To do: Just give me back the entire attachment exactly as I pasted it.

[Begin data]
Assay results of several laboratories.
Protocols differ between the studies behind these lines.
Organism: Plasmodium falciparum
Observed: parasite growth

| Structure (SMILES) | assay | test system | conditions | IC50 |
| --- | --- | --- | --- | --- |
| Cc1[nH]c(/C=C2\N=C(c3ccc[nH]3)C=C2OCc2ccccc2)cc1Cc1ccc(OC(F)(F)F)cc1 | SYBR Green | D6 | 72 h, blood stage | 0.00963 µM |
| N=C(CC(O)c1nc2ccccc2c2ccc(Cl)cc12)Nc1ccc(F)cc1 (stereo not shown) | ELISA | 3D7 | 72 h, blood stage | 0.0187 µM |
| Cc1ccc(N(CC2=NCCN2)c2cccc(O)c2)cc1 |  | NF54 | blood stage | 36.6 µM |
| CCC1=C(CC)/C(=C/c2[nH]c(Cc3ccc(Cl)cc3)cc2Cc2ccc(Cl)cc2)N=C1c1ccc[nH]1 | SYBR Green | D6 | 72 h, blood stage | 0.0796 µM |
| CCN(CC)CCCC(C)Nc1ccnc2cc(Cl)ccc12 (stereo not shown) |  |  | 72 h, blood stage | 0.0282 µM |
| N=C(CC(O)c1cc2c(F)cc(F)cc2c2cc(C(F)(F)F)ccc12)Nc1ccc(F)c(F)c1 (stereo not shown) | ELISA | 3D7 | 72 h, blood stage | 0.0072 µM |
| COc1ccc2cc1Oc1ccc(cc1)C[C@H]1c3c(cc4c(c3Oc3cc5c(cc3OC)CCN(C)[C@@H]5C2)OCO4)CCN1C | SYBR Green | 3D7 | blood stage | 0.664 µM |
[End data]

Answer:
Assay results of several laboratories.
Protocols differ between the studies behind these lines.
Organism: Plasmodium falciparum
Observed: parasite growth

| Structure (SMILES) | assay | test system | conditions | IC50 |
| --- | --- | --- | --- | --- |
| Cc1[nH]c(/C=C2\N=C(c3ccc[nH]3)C=C2OCc2ccccc2)cc1Cc1ccc(OC(F)(F)F)cc1 | SYBR Green | D6 | 72 h, blood stage | 0.00963 µM |
| N=C(CC(O)c1nc2ccccc2c2ccc(Cl)cc12)Nc1ccc(F)cc1 (stereo not shown) | ELISA | 3D7 | 72 h, blood stage | 0.0187 µM |
| Cc1ccc(N(CC2=NCCN2)c2cccc(O)c2)cc1 |  | NF54 | blood stage | 36.6 µM |
| CCC1=C(CC)/C(=C/c2[nH]c(Cc3ccc(Cl)cc3)cc2Cc2ccc(Cl)cc2)N=C1c1ccc[nH]1 | SYBR Green | D6 | 72 h, blood stage | 0.0796 µM |
| CCN(CC)CCCC(C)Nc1ccnc2cc(Cl)ccc12 (stereo not shown) |  |  | 72 h, blood stage | 0.0282 µM |
| N=C(CC(O)c1cc2c(F)cc(F)cc2c2cc(C(F)(F)F)ccc12)Nc1ccc(F)c(F)c1 (stereo not shown) | ELISA | 3D7 | 72 h, blood stage | 0.0072 µM |
| COc1ccc2cc1Oc1ccc(cc1)C[C@H]1c3c(cc4c(c3Oc3cc5c(cc3OC)CCN(C)[C@@H]5C2)OCO4)CCN1C | SYBR Green | 3D7 | blood stage | 0.664 µM |